- What is the exact age of your character—years, months, days?
Bev is 47, but she looks 57. She was born in Joliet, IL on September 17, 1961 at 6:33 in the evening. It was 92 degrees, hot and humid.
- A place where your character is living or visiting begins to burn. The character has a few moments to escape. What does he/she grab—save?—before getting out of the fire and why?
She rounds up her dogs–five Pomeranians–because she loves them more than her illegitimate teenage son who sleeps in the room next to hers above the shop.
- The character enters the room in which you are sitting. He/she sits down near you and places his or her left hand on the table or desk near you. Look at that hand. Describe it in as much detail as you can. Quickly. Go.
Veiny. Spidery and bruised near the top of her wrist where they blew out her vein with the IV in the hospital the week before. Red nail polish, chipping. Nails chewed. Her palms are callused. Skin dry and flaking from the bleach she uses to clean the shop floor.
- This may against your nature, but let’s at least pretend you’re a real snoop. You have access to a wallet, a pocketbook, or a purse belonging to your character. You have an opportunity to go through it, and—being a snoop—you seize the opportunity. What’s in the wallet, pocketbook, or purse? Take the stuff out. Describe it. If there’s lipstick, say what kind, color, what kind of container. Money? How much exactly and how is it organized? Keep going into the details of the contents. Is there something about which the character would be especially embarrassed? If so, what? If not, what do you make of that?
Her purse is large–about 16 inches across. The faux leather has long since lost its shape and the black veneer is flaking to expose the gray fabric beneath it. It sags like the jowls of the English bulldog her uncle Ned had when she was a child. The purse has a strap, but she never carries it over her shoulder on account of her back, preferring instead to grasp the strap wrapped twice around her hand, dangling as she stammers through the Walmart parking lot. Inside are piles of what she might need or what she has forgotten. A round bristle brush with hair knotted tightly around the plastic core. Smokehouse, rolled doggy treats with soft sausage centers, lying loose amidst gum wrappers, a snackpack of roasted peanuts, tampons, and her checkbook. Pantyhose, previously worn, bunched and bound into a tight ball. Four bottles of beige foundation cream. A lipstick–Maybeline, crushed mauve. A business card from Sally Beauty supply. There is a number penned on the back. A picture of her kid. One picture of each of her babies, the five Pomeranians–Chi Chi, Boo, Baby, Groucho, and Samson. The keys to her 2008 Grand Prix, leased. Two large bottles of prescriptios pills–Oxycontin and Vicodin for her back.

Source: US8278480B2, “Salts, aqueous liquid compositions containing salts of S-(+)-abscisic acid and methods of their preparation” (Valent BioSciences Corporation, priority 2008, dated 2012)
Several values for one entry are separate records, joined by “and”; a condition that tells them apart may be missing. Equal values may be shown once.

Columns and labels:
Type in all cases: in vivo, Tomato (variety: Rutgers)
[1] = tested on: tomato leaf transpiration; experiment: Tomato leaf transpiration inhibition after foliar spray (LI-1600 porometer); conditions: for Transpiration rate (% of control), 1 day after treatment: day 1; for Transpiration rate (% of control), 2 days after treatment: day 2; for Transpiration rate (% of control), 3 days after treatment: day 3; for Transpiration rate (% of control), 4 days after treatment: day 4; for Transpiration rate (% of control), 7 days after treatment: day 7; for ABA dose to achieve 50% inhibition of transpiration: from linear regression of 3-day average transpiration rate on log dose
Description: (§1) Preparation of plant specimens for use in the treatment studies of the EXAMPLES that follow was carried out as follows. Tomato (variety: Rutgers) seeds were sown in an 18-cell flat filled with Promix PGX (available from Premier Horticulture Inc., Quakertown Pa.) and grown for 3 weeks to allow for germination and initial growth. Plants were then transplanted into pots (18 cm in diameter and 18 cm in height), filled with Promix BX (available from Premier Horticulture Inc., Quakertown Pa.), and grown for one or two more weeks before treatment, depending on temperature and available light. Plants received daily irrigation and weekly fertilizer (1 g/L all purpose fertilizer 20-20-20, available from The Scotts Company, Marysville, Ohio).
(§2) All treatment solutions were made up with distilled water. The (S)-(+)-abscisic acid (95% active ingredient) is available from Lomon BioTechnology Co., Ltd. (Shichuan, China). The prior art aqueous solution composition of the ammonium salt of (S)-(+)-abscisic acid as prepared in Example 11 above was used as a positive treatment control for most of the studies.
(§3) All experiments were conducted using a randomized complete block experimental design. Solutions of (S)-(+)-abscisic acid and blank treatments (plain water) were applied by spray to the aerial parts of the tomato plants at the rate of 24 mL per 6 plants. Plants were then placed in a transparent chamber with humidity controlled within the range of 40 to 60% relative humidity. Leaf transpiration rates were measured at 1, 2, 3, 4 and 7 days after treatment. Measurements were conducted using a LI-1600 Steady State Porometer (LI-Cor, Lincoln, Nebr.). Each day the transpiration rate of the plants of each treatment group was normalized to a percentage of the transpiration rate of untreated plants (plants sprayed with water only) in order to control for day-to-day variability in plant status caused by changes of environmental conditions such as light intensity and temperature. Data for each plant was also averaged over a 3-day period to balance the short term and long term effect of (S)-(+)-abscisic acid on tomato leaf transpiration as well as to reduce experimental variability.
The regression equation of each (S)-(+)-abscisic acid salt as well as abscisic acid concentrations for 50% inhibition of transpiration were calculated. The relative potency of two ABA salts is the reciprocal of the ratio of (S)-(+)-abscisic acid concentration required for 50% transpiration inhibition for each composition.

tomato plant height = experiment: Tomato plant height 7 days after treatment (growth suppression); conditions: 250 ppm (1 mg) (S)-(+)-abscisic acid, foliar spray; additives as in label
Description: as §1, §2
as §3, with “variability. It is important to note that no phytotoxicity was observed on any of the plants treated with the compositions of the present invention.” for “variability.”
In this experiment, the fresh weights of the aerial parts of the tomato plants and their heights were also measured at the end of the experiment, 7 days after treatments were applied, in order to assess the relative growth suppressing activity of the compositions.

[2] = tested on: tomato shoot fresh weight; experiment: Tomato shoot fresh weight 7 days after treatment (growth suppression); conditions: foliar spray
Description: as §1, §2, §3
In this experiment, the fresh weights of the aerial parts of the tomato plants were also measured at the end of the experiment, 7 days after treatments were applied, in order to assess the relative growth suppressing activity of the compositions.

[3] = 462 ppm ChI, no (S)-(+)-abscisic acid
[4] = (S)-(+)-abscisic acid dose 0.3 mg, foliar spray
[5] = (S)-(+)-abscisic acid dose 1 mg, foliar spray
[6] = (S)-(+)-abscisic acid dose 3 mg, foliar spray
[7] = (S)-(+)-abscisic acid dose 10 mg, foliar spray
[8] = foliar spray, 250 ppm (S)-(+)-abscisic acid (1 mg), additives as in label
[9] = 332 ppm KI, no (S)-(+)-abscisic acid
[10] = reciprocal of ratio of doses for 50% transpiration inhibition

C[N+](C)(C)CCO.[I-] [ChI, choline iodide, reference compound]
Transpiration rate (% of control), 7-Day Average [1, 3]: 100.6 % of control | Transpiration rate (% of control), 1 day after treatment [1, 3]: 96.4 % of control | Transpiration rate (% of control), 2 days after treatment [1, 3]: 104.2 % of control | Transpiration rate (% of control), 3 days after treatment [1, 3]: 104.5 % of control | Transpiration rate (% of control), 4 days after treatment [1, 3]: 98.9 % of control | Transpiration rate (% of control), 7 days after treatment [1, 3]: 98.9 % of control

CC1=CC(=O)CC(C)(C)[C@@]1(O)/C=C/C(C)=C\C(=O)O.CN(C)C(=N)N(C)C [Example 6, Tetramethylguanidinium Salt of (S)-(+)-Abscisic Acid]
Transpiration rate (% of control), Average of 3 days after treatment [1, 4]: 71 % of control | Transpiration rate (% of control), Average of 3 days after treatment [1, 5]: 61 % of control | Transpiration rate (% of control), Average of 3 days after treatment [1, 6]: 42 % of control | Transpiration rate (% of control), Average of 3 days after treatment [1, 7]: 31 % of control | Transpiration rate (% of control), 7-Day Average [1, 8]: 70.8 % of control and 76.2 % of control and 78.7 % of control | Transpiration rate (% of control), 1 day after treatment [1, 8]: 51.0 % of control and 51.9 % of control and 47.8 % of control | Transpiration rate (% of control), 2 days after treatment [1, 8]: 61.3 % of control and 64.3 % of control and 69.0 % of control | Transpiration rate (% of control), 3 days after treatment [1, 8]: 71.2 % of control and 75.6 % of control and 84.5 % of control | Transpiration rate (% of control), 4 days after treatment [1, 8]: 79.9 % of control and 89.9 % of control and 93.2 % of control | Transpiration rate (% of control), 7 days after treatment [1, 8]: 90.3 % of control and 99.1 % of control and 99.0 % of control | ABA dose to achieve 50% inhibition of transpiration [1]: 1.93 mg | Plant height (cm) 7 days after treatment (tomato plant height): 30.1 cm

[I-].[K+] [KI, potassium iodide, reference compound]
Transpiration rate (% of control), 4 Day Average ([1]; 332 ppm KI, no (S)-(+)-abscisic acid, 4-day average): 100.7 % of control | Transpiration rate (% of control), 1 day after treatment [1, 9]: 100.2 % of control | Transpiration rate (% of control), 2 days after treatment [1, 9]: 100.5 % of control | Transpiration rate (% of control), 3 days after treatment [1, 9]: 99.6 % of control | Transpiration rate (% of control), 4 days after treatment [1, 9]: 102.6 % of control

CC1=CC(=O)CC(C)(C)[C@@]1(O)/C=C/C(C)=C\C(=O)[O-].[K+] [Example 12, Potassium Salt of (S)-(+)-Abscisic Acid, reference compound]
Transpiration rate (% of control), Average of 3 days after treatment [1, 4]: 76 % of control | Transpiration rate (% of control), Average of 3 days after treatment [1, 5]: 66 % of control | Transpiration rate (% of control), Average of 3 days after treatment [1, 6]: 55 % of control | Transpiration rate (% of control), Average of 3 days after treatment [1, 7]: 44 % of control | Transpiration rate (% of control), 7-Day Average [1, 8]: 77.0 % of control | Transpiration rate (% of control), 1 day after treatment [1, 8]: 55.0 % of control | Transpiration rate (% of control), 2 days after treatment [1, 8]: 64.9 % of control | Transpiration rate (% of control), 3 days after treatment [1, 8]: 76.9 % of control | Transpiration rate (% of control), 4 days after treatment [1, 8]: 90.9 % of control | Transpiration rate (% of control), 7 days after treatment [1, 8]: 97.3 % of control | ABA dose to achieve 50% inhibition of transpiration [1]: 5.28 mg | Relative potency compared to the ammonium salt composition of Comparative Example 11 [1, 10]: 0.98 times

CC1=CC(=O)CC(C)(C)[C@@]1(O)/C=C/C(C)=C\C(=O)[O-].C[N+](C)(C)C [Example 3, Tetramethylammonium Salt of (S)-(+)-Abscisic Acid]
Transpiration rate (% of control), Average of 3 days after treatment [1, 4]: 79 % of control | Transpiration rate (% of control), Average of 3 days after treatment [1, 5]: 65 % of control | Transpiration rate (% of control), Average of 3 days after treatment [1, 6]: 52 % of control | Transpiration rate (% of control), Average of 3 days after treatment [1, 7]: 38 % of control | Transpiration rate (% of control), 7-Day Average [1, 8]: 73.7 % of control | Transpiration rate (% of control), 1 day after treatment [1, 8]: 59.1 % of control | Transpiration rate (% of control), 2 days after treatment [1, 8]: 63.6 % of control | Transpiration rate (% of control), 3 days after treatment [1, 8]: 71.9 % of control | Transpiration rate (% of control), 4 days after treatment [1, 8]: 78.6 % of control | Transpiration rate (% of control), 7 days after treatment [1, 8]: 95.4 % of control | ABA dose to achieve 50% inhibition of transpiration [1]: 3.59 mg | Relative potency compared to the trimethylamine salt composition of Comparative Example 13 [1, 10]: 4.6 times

- You walk into a room in which your character is napping. Without waking the character up, you lean down, put your nose close to one side of your character’s neck—just below the ear—and sniff. Describe what you smell.
Cigarettes, Poison (the perfume), and barbercide.
Date: January 31, 2009
“It begins with a character…” Falkner reminds us, and so this is where we’ve begun our fiction writing practice this semester. Borrowing an activity from Ostrom, Bishop, and Haake, entitled “20 Questions: Character Witness,” I asked my students to breath life into their imagined characters through some quick responses to–yes, that’s right–2o questions. So, here’s the questions along with my responses…